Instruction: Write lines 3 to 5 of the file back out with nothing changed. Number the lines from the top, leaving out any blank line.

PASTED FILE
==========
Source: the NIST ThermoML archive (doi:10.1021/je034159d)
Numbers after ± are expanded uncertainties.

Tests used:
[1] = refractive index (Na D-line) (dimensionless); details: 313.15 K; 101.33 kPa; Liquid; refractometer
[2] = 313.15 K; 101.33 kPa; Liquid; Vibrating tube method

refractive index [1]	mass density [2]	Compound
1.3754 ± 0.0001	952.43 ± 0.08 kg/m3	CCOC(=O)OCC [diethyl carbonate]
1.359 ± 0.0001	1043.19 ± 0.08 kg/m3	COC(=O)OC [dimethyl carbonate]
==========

Tests used:
[1] = refractive index (Na D-line) (dimensionless); details: 313.15 K; 101.33 kPa; Liquid; refractometer
[2] = 313.15 K; 101.33 kPa; Liquid; Vibrating tube method